Category Archives: Biology

The Other Genome: A Profile of Biology Prof Ben Carone

By Meagan Goldman ’16

Image at top: Professor Ben Carone with his students at this year’s biology thesis poster session. From left to right: Ronak Dave ’17, Emily Shea ’16, Ben Carone, Sierra McDonald ’16.

Ben Carone is a heretic. Part philosopher, part biologist, he stumbled as an undergraduate upon a branch of genetics that challenges one of biology’s most accepted dogmas. Once he found the field, there was no turning back. He used to think a lot about the meaning of life, he told me, but philosophy didn’t help him much with that. It was science – and belief in his research – that hooked him.

His blasphemy is this: Charles Darwin was wrong. At least, he was partly wrong. Across a bare desk in his basement office at Williams College, Carone explained to me that in the nineteenth century, two dueling theorists proposed their own versions of evolution. One was Jean-Baptiste Lamarck, the other Darwin.

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Kiki Landers on How She Fell in Love with Her Research

By Elizabeth Jacobsen ’16

Writing a thesis is a lot like being in a relationship. It requires time, dedication, and a spark that makes the effort worthwhile. Kiki Landers is working on her biology thesis with Dawn Carone, studying RNA and cancer. She is a bright, friendly people-person, yet she has devoted most of her year to studying microscopic cells in a windowless lab. I appropriated a few moments of her all-too-rare free time to ask her about the driving forces behind her thesis work. Here she shares the story of how she developed a passion for cancer research that will carry on in her post-graduate career and how she changed in the process—in short, the story of how she fell in love with her research.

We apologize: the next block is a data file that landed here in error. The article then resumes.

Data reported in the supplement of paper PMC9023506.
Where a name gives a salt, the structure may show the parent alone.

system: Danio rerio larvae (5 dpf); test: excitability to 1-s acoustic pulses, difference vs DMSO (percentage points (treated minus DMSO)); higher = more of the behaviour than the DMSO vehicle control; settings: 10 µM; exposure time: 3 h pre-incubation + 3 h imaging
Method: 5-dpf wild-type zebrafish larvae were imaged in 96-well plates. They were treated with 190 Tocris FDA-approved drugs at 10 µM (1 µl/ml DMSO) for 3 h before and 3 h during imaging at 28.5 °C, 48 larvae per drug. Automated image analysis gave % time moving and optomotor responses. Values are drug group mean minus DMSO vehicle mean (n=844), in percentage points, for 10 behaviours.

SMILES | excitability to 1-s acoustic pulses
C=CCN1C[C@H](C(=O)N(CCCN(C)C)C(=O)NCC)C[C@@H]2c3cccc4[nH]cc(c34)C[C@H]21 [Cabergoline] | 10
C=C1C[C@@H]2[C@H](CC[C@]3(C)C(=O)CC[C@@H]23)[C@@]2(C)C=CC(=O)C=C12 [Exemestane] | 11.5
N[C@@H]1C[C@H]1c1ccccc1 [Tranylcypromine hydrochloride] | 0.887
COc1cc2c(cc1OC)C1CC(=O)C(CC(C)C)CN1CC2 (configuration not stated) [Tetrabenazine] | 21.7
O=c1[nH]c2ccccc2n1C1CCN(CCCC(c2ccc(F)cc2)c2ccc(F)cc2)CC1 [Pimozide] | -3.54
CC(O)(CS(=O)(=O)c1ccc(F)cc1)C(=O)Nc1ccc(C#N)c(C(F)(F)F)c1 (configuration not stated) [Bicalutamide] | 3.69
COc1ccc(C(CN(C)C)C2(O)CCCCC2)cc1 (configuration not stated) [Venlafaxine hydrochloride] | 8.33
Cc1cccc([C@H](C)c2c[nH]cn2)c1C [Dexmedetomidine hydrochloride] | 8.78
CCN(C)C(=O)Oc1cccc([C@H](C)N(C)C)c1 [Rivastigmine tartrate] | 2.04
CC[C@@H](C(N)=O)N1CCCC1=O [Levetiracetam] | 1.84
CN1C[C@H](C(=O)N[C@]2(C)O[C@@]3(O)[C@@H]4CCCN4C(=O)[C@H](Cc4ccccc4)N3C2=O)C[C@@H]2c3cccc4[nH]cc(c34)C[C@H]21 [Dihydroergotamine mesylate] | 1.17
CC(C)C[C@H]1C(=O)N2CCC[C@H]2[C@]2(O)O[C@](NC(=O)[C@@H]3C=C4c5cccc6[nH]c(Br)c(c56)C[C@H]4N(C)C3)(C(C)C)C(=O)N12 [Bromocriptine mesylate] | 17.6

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Physics professor teams up with biologists to explore protein translation

By Meagan Goldman ’16

Two disciplines are better than one. That’s what Daniel Aalberts, Professor of Physics at Williams, has realized through his collaboration with biology researchers. His team, which in January published a paper in Nature, used a combination of wet lab techniques and statistical models to discover a mechanism that allows some proteins to be expressed at higher levels than others. Their findings have exciting implications for the enzyme manufacturing industry and for scientists who need to produce large quantities of proteins for their experiments.

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Batty About Bats: A Podcast by Elizabeth Jacobsen and Avital Lipkin

The ScientEphic is thrilled to present the first podcast in our new podcast series.

Bats. We often overlook or fear them, but they’re vital to our agriculture and their uniquely strong immune systems may have a lot to teach us.

Join Elizabeth Jacobsen ’16 and Avital Lipkin ’19 as they explore the many facets of bats, from the rabies-transmitting vampires of Peru to populations in New England threatened by White Nose Syndrome to the hardy bats of Alaska. Starring Professor Julie Blackwood, Alex Meyer ’16 and Sarah Cooperman ’17, whose cutting-edge research on bats contributes to our understanding of bat populations, disease spread, physiology and communication.

Batty About Bats Podcast Preview: White Nose Syndrome

The ScientEphic is thrilled to introduce a new podcast series. Today we’re presenting a preview of our first podcast, “Batty About Bats.”